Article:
Self-storage and home staging have more to do with one another than you may think–most families who opt for home staging will often have very urgent needs for self-storage. Because the main goal of home staging is to make a living space look inviting and habitable to any potential buyer, most home stagers work to declutter and depersonalize the homes that they are trying to sell. As such, homeowners are often advised to store their personal belongings and furniture in order to make space for the home stager’s carefully chosen decorations.
“When people are selling their homes, most of them have a lot more things than they really need,” said Paula Hobbs of Pop-Decor.com. “One of the things I do when I meet with owners is to depersonalize, declutter and arrange the remaining furniture and accessories to make the rooms flow well and look nice and tidy. I always recommend that they take a small storage unit, because we don’t want their belongings to be stored in the garage or in closets. Everything should look as organized and clean as possible for potential buyers.”
Richard Kline of The Staging Guy agreed, saying that he almost always recommends that clients relocate furniture and items from their house while still on the market.
With all of the reliance on storage, it seems that home stagers could be the biggest proponents of self-storage yet. Paula was quick to add that there are many upsides of keeping belongings in a storage space, such as making it easier for those selling their homes further down the line.
“If all of these items are already boxed and packed, it makes it easier on the homeowners when they do move to their next home, especially since so many of their belongings are ready to move. There’s no reason not to use a storage unit.”
Both Paula and Richard (and most home stagers) will go to incredible lengths to make sure their clients are satisfied. This includes having recommendations for various services in order to make clients feel cared for and to ease the stress of the transition.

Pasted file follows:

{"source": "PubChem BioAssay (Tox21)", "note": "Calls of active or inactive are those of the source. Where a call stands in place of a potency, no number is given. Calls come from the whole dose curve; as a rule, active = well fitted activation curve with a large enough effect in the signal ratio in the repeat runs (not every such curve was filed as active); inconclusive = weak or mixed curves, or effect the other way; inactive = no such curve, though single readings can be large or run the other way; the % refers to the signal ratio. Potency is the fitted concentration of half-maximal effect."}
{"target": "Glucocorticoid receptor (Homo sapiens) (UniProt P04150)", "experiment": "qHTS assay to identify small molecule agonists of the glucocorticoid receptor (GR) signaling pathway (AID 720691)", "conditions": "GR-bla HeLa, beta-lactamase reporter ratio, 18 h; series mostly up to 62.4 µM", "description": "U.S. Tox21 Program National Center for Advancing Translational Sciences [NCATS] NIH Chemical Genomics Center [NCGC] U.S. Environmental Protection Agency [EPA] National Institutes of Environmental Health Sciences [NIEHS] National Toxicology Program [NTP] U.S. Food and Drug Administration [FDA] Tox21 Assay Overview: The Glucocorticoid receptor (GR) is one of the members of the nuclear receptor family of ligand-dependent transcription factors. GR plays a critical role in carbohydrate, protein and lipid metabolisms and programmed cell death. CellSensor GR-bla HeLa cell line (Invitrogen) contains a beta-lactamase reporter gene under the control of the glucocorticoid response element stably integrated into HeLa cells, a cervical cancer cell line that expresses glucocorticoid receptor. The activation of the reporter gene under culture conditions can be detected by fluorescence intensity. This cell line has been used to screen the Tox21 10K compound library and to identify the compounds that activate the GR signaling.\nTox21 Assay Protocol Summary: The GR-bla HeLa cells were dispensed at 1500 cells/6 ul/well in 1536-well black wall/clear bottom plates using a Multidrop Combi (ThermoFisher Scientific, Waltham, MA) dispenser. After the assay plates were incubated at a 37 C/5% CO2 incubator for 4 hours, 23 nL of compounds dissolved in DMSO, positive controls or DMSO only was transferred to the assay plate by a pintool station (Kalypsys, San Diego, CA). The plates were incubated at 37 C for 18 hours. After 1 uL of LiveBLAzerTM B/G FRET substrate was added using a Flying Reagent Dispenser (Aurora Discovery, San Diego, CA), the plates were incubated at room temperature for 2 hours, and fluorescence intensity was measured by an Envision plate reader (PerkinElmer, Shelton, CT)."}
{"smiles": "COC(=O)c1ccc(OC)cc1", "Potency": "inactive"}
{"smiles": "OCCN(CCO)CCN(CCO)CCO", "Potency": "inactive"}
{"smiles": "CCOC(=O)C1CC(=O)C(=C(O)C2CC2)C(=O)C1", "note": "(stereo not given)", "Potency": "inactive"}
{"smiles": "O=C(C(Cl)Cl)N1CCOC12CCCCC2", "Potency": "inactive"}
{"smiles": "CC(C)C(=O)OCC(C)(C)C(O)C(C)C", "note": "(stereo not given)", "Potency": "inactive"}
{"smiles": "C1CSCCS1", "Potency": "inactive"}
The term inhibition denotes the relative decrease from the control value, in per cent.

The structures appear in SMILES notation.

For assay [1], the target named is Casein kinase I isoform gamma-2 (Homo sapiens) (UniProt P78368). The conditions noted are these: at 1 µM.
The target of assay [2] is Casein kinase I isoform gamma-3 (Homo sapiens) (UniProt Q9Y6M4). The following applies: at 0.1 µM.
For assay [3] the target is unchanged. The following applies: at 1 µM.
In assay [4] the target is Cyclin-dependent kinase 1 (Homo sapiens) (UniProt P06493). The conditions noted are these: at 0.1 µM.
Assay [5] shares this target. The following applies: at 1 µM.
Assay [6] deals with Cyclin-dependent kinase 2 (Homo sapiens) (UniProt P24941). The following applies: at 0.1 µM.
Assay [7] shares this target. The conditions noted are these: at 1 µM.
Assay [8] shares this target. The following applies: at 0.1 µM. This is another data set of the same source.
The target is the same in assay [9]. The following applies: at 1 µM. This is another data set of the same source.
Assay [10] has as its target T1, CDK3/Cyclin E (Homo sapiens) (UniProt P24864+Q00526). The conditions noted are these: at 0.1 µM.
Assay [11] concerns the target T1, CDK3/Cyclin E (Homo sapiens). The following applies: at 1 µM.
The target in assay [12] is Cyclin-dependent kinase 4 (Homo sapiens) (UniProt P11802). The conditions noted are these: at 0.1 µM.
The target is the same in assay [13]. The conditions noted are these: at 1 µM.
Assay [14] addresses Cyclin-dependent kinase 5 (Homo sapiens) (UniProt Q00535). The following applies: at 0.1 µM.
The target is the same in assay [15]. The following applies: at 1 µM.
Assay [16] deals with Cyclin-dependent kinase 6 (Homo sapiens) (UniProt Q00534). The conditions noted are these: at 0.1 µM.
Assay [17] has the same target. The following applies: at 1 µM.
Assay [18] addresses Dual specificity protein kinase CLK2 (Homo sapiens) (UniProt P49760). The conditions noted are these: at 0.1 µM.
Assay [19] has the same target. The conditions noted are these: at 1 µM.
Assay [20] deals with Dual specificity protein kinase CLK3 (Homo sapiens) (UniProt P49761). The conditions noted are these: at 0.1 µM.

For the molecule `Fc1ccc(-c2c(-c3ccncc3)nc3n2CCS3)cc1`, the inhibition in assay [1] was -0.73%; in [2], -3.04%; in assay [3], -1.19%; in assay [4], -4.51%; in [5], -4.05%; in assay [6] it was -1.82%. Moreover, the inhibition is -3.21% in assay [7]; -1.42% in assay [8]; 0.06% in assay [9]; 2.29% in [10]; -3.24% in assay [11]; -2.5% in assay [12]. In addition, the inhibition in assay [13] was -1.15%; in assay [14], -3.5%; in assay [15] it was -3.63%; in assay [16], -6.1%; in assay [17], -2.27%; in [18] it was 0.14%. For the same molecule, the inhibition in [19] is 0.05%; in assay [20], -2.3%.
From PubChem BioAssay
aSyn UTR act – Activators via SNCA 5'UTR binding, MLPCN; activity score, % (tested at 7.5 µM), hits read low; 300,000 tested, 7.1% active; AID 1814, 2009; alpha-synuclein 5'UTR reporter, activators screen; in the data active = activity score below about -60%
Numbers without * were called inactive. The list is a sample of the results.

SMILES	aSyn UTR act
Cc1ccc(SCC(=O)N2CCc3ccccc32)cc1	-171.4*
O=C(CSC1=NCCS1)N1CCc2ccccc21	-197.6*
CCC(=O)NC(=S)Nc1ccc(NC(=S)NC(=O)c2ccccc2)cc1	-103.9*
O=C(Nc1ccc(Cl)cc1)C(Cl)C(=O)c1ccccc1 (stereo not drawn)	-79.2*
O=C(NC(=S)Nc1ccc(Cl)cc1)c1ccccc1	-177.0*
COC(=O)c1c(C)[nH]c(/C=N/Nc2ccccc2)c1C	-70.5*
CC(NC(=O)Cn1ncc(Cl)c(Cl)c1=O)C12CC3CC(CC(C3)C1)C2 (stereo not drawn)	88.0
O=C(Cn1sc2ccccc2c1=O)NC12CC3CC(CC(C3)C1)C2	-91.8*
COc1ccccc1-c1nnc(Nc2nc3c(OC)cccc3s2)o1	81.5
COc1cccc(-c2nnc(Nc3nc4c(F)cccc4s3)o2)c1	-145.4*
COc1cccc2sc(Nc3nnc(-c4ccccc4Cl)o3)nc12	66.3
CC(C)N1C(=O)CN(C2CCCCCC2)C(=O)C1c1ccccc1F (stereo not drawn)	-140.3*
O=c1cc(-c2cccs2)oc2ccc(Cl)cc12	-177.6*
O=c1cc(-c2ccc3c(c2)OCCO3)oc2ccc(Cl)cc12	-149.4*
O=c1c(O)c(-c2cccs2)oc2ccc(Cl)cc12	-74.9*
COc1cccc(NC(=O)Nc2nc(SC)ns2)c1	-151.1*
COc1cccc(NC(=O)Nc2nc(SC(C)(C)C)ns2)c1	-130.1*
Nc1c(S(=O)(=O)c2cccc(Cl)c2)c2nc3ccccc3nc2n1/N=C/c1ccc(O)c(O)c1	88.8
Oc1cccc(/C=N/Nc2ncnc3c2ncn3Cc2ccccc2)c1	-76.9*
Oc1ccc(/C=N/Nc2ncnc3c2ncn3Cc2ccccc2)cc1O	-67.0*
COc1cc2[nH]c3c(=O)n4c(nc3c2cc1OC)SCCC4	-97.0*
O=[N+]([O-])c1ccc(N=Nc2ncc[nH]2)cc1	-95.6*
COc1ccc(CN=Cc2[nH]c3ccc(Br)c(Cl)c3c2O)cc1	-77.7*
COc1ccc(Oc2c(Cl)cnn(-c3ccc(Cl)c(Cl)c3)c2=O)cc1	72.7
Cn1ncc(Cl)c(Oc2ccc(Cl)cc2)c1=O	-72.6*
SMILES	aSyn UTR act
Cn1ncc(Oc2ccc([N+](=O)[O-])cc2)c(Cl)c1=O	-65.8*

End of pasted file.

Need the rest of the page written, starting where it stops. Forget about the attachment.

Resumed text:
“I think it’s always good to have a reference when I meet with homeowners, whether it be for plumbers or handymen,” said Paula. “It’s essential to give them as much information as I can, especially when they need storage solutions, so that I can offer them the best service.”
“I receive discounts from major retailers that recognize that I bring them business,” said Richard. “I pass on my discounts to my clients, which enables them to make needed repairs or upgrades to the property that we are trying to sell.”
With such encouragement and support for self-storage from home stagers, one would think that most facilities would clamor to partner with home stagers in order to help potential lifetime customers. After all, most people seem to think that storing in a garage or closet is the only option.
Oddly enough, however, this has not been the case. According to Richard, it has been difficult to negotiate deals or discounts for his clients with the self-storage facilities in the area.
“Only the facility that I currently use has been more flexible in their lease terms by offering a discount–for only the first month–to my clients. All others have looked at me like I have 42 heads for even suggesting that a discount be offered. If storage facilities would also offer discounts, I would be able to convince more people to remove unwanted items from the home, rather than storing in their garage.”
Both Paula and Richard’s efforts have shown that home stagers actively try to get their clients to use storage–a partnership that offers a discount to referred customers may encourage more people to store outside their garages and feel safe doing so. Additionally, first-time customers may be more likely to use storage in the future if they find that the experience was useful, easy and pleasing. They may even be valuable for recommending your facility to family or friends looking to store, who may have otherwise not considered the option. By opening yourself up to a partnership with home stagers, you also open yourself to a new customer pool, as well as facilitating loyalty among the customers that you get from home stagers.
“Even a small discount for a short term would be helpful,” said Richard. “I know I’ve had seven clients who chose not to store their items offsite– they may have done so if they felt that they were ‘getting a deal.’”
Would you ever partner with a trusty home staging business? Are there definite upsides or downsides? Sound off in the comments below!
Image courtesy of stimulrealty.com